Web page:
TK says: The Turner Erotica is a page turner containing all the ingredients necessary for a top notch mystery; an ongoing anxiety dream that keeps you following what happens next. This wonderful novel isn’t just for art enthusiasts ... it’s a great read for everyone.
Visit the author at his website here. And check out the accompanying music selected by TK at the bottom ... from Tosca.
And here’s a wonderful short story from Richard Adams Carey, a devout fan of the Moonachie Blue Team, a terrific mentor and a great writer. Ruby Thursday ...
Check out the other Stones’ song mentioned in Rick’s short story, Ruby Thursday, at the bottom of this post ...
The Strength to Wage War, by William Weidner ... a fascinating article about the politics of war during WWII, wherein Great Britain had to hold fast, for political and moral reasons (both on battlefronts and at home), to General Montgomery, Eisenhower chewed glass (more or less) while waiting for dear Monty to break out at Caen, and ultimately he did the politically correct thing and allowed Churchill to have his way (and save Monty). You can find Mr. Weidner's article in the Early Fall '2012 Issue of WWII History.
Author William Weidner is a veteran of the U.S. Army. His book Eisenhower AND Montgomery at the Falaise Gap was selected by the Military Writers Society of America as its book of the month in January 2011 and nominated by the group for its 2011 Non-Fiction History Award. He resides in Grand Junction, Colorado.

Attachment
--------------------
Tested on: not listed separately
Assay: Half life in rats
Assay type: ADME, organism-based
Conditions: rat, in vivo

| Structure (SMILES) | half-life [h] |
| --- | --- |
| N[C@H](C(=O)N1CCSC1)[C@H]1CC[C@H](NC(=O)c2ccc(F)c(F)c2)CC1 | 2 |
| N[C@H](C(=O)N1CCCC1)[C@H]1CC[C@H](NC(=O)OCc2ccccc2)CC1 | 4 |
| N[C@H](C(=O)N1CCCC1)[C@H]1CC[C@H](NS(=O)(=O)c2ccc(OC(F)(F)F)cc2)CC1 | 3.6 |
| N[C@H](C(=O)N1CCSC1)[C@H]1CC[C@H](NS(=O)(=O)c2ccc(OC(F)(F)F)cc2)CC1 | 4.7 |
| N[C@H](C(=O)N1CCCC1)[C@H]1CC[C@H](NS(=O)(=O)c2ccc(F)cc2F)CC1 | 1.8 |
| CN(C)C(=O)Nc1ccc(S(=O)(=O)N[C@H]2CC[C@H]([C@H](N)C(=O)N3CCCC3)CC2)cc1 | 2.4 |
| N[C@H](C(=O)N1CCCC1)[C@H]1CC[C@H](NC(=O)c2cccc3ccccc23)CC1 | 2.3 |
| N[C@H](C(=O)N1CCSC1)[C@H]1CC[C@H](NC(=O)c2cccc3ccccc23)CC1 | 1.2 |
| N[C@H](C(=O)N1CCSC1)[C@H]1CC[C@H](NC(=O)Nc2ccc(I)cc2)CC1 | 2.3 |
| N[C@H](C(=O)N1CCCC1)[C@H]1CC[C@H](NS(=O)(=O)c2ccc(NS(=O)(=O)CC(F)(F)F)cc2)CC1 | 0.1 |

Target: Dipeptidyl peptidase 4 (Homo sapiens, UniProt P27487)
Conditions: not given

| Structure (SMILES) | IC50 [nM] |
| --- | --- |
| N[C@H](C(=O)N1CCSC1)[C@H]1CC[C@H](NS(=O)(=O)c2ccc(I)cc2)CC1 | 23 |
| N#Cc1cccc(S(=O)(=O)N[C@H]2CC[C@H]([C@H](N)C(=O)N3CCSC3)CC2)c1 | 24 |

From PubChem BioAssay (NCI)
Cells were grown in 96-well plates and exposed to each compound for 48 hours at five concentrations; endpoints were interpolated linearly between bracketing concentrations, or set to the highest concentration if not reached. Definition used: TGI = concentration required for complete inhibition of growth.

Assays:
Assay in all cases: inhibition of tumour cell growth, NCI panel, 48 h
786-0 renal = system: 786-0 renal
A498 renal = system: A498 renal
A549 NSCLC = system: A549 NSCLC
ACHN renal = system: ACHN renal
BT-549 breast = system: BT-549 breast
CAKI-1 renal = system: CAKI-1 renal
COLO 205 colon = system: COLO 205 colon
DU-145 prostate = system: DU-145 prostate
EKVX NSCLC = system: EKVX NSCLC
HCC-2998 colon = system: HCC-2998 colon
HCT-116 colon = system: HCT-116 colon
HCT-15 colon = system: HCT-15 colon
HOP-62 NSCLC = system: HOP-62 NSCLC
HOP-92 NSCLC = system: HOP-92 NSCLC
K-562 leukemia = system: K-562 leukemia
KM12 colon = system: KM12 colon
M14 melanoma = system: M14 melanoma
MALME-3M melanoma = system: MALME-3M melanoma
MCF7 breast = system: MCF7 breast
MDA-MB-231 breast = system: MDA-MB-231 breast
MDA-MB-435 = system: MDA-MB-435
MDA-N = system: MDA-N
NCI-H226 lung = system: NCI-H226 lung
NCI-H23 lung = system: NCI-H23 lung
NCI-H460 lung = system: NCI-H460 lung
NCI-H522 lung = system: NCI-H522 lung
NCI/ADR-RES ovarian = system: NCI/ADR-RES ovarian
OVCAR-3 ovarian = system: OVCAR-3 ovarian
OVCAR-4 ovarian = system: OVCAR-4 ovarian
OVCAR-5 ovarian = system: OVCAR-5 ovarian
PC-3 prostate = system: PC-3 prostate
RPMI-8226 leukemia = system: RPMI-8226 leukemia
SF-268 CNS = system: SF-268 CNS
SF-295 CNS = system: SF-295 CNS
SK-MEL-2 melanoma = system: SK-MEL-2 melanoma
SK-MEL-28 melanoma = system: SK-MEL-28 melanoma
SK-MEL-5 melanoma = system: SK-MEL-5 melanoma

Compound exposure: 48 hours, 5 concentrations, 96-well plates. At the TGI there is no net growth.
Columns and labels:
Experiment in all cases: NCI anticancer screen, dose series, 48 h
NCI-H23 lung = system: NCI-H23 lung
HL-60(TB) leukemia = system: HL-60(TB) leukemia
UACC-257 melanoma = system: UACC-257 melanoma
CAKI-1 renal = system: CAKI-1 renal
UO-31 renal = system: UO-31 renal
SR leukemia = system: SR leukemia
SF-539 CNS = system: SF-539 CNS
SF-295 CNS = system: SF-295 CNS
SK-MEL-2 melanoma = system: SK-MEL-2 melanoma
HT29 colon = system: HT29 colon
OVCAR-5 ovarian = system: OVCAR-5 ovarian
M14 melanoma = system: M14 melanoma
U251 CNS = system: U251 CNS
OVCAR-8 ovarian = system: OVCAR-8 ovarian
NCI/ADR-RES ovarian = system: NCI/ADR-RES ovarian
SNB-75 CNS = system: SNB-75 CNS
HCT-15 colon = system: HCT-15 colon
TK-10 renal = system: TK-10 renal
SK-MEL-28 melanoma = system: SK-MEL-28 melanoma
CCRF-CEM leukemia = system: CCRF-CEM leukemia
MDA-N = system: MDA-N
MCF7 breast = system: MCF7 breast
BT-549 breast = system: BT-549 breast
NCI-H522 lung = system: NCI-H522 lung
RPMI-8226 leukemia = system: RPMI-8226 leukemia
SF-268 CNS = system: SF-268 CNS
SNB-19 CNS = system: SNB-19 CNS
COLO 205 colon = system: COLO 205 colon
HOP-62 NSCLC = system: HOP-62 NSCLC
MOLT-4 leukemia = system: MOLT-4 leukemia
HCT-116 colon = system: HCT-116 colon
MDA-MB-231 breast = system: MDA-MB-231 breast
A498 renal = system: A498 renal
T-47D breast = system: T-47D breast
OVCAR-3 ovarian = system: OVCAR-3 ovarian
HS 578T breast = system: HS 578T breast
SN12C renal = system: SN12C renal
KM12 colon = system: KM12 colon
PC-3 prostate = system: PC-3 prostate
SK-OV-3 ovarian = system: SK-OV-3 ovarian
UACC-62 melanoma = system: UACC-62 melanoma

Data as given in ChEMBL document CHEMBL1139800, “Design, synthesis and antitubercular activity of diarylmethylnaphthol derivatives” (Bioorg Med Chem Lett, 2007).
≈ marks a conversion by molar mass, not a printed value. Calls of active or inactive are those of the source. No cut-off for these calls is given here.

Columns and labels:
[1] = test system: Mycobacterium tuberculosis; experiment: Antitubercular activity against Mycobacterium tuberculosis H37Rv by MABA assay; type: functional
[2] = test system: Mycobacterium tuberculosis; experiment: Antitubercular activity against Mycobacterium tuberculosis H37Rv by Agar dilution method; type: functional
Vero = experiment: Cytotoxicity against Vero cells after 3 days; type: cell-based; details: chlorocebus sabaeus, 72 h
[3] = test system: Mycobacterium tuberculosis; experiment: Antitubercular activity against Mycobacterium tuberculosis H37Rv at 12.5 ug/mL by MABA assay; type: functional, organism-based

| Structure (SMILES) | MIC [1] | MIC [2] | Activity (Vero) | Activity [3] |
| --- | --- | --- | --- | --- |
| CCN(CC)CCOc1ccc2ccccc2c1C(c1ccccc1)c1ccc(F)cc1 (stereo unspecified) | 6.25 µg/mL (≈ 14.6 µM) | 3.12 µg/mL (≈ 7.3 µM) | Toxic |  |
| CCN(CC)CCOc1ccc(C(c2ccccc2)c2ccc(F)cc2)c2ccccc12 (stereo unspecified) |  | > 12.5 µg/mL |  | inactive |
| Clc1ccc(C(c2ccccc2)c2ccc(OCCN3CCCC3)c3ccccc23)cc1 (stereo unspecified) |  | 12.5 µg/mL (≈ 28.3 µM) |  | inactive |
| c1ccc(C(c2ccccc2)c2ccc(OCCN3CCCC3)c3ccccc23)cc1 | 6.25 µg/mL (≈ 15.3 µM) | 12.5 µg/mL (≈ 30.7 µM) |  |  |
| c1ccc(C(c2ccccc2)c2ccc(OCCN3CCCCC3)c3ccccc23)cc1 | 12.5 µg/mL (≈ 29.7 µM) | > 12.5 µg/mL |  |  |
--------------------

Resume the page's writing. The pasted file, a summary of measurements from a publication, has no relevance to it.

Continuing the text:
Pictures from the First Grandchild’s Baby Shower (is that what they call these things?) … First up: Phat Dad and the expecting Dad ... notice the similarity in body types.
Phat Dad and his boyos ...
Phat Dad and his figlia (daughter to yous nons) ...
Who’s more pregnant, the Phat Dad or Leslie (the Mom)?
That baby Stella girl is gonna have one fat Grandpa, eh?
Wednesday night is Rivalry Night on NBC Sports channel … and this past week it was the Flyers at the Penguins for one of the wildest games I’ve ever seen. What impressed me most was the non-stop tenacity of each team. I’d missed much of the first period (when the game was tied 2-2) but the rest of the game was an incredible display of determination by both teams. The Flyers went up 5-3 at one point and then took back-to-back-to-back penalties and the Penguins capitalized on their power play with two goals, but one was called off because the puck was kicked into the net. Not a problem, they quickly tied the game anyway. I thought the momentum had swung for good until there was a minute or so left in the game and the Flyers managed to put one behind the Penguin’s goalie’s back. Forgetaboutit … so I don’t know all the names yet … I probably couldn’t spell them anyway. What a game!
And then Thursday night I had to watch our Rangers blow another game ... oy vey, it’s like rooting for the Bills all over ... but at least now I can ignore baseball … again.
Speaking of erotica ... the most erotic aria ever ... the wonderful Bryn Terfel as Scarpia, singing the Te Deum, from Tosca ...
As a follow-up to Rick’s story up above (and because it’s mentioned in the story), my favorite Stones’ song ... what else? Sympathy for the Devil ...